The Future of Privacy and the Web

15 04 2010

FutureWeb 2010 Conference, Raleigh, N.C., April 30, 1:30-3 p.m.

Marc Rotenberg, president of EPIC, will lead a session on The Future of Privacy and the Web at the FutureWeb conference in Raleigh, N.C.

Chair: Marc Rotenberg, executive director of the Electronic Privacy Information Center.

Session description: Privacy is evolving as people use the Web to share in new ways. Among the issues that can be considered are the economic and political advantages of respect for individual privacy; balancing security and privacy concerns; identity theft, identity fraud and information leaks; concerns tied to Web 2.0 and social networks; cloud computing and privacy (individuals’ control over personal data and data retention); regulation of illegal web content; regulatory models for privacy; network neutrality; frameworks for freedom; ethical dimensions in ensuring the openness of the Internet. The panel will aim to specifically isolate the key challenges and opportunities in the looming future for privacy and the Web and it will work to identify some specific action steps that can be taken today to work for a better tomorrow.


  • Anne Klinefelter

    Anne Klinefelter, expert in privacy law and director of the law library at the UNC School of Law. She has conducted research in the areas of privacy law, the First Amendment, copyright law and licensing. Klinefelter serves on the Advisory Board of the UNC Center for Media Law and Policy. She is also chair of the American Association of Law Schools Section on Law Libraries. Click here to watch a brief interview with Klinefelter in which she discusses the importance of online resources and issues surrounding intellectual property.

  • Jolynn Dellinger, program manager for Data Privacy Day at The Privacy Projects and former privacy and security counsel for Intel. More information about Data Privacy Day 2010 can be found at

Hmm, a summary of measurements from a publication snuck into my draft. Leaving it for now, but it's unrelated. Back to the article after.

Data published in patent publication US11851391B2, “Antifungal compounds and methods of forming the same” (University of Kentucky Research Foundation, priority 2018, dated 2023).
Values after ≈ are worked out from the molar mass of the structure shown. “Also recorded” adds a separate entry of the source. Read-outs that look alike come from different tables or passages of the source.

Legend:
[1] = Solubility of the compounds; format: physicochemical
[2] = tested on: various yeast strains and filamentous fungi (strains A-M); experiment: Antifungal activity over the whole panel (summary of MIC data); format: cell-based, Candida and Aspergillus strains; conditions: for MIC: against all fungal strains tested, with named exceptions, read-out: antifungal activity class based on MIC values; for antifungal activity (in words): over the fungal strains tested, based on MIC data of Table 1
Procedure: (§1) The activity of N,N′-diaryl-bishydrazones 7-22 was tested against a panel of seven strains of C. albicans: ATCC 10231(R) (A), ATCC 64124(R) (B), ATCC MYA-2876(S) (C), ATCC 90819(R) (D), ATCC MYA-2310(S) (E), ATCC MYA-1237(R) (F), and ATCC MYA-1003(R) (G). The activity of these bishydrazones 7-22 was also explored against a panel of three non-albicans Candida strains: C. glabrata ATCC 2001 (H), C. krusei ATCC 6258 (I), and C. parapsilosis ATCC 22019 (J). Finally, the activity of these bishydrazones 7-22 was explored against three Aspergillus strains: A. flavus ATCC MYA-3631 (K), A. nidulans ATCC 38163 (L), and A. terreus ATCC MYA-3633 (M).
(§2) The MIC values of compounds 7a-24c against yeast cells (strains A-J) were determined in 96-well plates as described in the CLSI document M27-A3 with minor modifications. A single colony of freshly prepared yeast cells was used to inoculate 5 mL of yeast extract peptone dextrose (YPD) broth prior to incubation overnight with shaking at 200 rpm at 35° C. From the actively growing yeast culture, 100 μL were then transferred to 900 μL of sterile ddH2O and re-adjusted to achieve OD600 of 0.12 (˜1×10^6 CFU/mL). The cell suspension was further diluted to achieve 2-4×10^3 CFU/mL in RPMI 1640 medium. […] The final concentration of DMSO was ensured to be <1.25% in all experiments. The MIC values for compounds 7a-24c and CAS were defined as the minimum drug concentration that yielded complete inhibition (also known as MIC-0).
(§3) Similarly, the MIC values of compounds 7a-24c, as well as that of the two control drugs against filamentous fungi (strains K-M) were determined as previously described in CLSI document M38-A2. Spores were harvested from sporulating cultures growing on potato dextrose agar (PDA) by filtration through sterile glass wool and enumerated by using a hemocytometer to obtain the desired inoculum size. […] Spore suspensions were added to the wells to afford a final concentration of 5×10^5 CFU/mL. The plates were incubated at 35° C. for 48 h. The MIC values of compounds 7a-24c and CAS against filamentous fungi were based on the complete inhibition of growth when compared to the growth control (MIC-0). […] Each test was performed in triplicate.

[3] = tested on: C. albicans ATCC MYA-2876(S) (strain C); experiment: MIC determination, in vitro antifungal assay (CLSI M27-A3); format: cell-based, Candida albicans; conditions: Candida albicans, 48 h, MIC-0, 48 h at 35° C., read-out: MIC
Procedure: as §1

• Annie Anton

    Annie I. Antón, professor of computer science at North Carolina State University’s College of Engineering and co-founder and director of  Antón works with the organization, which is made up of a group of students and faculty at NCSU, Georgia Tech and Purdue University, to develop technology to help ensure that privacy policies are aligned with software systems. She also serves as a board member of The Future of Privacy Forum. Antón has received a number of awards, including the 2000 NSF CAREER Award, 2002 Computing Research Association Digital Government Fellow Award, the 2003 NCSU College of Engineering Pride of the Wolfpack Award and the 2005 CSO (Chief Security Officer) Magazine’s Woman of Influence in the Public Sector Award.

  • Woodrow Hartzog

    Woodrow Hartzog, Park Fellow at the University of North Carolina in Chapel Hill School of Mass Communication. His research interests include privacy, online communication and information law. Hartzog was formerly a clerk at EPIC. He tweets as hartzog at

For more information about FutureWeb 2010 panel discussions, featured panelists and more, click here to navigate to the FutureWeb site. To register for the conference, visit the FutureWeb registration page.